American Routes Shortcuts: Heath Allen
Each week, American Routes brings you Shortcuts, a sneak peek at the upcoming show. Pianist, songmaker, and performer Heath Allen has built a career as a cabaret band leader, in musical theater, and creator of the Popera, Andy, an opera about Andy Warhol. Heath has worked with performers ranging from singer-songwriter Susan Werner to a legendary troupe called the Bearded Ladies. Nick Spitzer visited Heath Allen at home in West Philadelphia for conversation and a cabaret piano performance.
I've known pianist, songmaker, and performer Heath Allen for over fifty years. We met at Penn in Philadelphia where Heath studied under composer George Crumb. Heath Allen is originally from Harrisburg, Pennsylvania, but stayed on in West Philly, building a career as a cabaret band leader, in musical theater, and creator of the Popera, Andy, an opera about Andy Warhol, among many other activities. Over the years, Heath has worked with performers ranging from singer-songwriter Susan Werner to a legendary troupe called the Bearded Ladies. Today, at home in the large light filled piano room of his stately West Philadelphia row house, surrounded by electronic keyboards, books, and paintings, Heath Allen sits barefoot at his Steinway Grand Model A, looking out over Japanese maple and Juneberry trees.
Heath Allen: This one I imagined I had read Whitman's Specimen Days. And he's taking these walks out of his house in Camden, New Jersey, across the river from Philadelphia. And he catalogs all the birds he sees and taking a bath, and a waterfall and everything.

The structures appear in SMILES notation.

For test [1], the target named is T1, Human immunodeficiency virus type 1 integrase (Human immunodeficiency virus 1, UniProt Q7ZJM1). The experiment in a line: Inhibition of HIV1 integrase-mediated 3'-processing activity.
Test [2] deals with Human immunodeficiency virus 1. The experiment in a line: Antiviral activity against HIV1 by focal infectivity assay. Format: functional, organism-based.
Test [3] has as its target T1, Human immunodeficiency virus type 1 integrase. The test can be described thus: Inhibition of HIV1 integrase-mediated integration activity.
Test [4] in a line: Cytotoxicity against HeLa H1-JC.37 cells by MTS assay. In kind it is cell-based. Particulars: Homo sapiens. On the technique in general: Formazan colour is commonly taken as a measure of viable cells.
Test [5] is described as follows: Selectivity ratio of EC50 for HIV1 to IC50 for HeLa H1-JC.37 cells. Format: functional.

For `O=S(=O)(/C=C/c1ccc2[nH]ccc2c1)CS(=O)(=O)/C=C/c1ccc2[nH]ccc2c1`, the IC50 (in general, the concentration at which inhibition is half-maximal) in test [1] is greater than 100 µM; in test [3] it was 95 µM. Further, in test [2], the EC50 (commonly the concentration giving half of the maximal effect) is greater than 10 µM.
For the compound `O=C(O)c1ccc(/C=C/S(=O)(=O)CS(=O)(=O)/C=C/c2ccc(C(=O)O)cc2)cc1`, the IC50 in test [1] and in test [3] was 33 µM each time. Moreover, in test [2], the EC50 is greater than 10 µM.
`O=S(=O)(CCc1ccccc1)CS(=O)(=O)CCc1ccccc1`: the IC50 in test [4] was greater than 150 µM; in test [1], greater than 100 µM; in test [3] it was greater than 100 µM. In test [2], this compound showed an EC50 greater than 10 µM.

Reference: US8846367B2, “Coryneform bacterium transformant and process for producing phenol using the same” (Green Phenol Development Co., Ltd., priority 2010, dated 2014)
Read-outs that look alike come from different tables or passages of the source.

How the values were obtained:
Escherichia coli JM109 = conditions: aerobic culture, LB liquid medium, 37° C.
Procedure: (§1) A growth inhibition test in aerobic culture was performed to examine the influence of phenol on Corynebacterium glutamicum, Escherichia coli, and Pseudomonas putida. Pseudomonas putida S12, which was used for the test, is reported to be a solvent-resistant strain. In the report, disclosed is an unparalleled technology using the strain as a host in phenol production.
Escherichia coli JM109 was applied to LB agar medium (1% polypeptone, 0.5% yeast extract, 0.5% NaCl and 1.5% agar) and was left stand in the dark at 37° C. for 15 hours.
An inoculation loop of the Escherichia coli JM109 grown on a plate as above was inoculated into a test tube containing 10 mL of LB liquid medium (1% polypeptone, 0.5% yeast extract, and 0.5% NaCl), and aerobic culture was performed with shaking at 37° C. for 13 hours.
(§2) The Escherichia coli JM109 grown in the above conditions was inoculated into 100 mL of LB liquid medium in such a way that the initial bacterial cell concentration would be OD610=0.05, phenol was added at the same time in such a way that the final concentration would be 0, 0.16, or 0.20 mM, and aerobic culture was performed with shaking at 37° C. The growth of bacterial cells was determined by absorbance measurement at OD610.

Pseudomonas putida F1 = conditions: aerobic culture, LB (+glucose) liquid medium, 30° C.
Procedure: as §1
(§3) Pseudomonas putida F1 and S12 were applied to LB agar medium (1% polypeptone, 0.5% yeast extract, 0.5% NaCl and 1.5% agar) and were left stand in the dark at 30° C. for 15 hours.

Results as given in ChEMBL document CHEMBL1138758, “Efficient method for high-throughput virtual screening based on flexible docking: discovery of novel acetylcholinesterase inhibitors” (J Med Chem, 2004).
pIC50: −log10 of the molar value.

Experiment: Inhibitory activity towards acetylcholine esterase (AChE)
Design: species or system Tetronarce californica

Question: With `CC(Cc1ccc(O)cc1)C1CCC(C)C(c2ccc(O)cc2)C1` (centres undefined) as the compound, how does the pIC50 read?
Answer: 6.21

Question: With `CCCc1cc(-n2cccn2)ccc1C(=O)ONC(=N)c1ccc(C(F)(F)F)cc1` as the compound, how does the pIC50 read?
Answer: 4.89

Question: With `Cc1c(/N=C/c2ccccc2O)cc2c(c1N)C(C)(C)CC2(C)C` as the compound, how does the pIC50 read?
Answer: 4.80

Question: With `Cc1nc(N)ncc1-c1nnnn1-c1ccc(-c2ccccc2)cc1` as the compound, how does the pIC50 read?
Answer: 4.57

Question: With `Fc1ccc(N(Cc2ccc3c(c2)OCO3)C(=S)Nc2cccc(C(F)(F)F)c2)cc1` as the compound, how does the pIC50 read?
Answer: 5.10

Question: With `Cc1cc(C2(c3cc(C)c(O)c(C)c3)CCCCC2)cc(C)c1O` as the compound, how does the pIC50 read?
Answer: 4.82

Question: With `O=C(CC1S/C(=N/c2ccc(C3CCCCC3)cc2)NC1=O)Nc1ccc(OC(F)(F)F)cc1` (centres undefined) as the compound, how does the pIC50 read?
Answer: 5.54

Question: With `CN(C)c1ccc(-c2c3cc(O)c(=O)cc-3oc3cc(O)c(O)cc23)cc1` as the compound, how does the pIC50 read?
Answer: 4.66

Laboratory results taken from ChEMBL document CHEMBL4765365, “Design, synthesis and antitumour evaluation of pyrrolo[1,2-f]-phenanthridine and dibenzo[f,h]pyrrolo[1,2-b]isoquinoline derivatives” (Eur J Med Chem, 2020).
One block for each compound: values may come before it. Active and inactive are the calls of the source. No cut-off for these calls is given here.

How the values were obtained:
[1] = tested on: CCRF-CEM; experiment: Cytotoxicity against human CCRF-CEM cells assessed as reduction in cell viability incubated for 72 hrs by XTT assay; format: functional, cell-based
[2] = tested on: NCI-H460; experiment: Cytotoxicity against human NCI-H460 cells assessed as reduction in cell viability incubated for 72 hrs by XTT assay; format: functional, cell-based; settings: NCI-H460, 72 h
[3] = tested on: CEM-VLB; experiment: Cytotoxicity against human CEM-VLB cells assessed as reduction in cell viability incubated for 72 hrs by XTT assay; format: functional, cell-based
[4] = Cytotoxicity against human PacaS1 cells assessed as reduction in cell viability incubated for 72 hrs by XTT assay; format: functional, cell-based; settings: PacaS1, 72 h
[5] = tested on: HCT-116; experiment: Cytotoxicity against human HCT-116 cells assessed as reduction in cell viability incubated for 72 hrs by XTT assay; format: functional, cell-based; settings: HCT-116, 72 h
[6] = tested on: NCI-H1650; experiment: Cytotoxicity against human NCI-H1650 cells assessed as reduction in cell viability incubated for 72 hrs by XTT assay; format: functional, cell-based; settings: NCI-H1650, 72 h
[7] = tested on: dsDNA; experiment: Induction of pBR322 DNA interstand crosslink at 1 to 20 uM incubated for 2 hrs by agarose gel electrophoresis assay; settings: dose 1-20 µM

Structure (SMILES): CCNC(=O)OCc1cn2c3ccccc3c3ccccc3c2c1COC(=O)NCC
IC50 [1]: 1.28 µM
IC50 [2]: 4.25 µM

Nick Spitzer: This is the good Whitman.
HA: And I couldn't, I couldn't, I couldn't put that together with Camden, New Jersey. I'm going like, what happened to this–
NS: It’s a big industrial landscape.
HA: To this nature, bucolic scenes of nature? And so I imagined my grandsons putting me on trial, like what would be my defense? And also in the Specimen Days, he goes on about being a nurse in the Civil War. And then it made me think about–and the suffering that people did–but then it made me think about like in the development of–and later on at this, at the end of his life, he was at a birthday party, and he talks about the conquering of pain as a great achievement of humankind. And then now we live, you know, when I wrote this, we're in the midst of this, in the midst of an opiate crisis. And so I'm kind of like wondering about that. So anyways, this is called "In My Defense."
NS: So, I know over the years you've really been drawn to cabaret.
Heath Allen: Yeah.
NS: Tell me, you know, what is cabaret, and what is the appeal of cabaret to somebody with your background?
HA: I think that the reason it really appeals to me is because it brings in so many elements. I mean, I write lyrics, I write music. I really am interested in the history of music and the history of particular songs. And also it's transgressive, and has-
NS: Wait, wait. What do you mean by that?
HA: It's always, it's, it's poking the establishment. There's a great–
NS: With a smile on your face.
HA: With a–well, that's Friedrich Hollaender has a great quote about cabaret being a poison cookie, which makes the lazy mind to think. And I think that that's what appeals to me because I'm–it is that sweetness, but also it makes me think about what kind of poison I would like to–
NS: Little tartness in the sweet.
HA: I would like to-
NS: Before they know it.
HA: I would like to deliver.
NS: Well, these are poison cookie times.
HA: They are poison cookie times. And I try to, you know, think very carefully about what poison I am delivering with each song.
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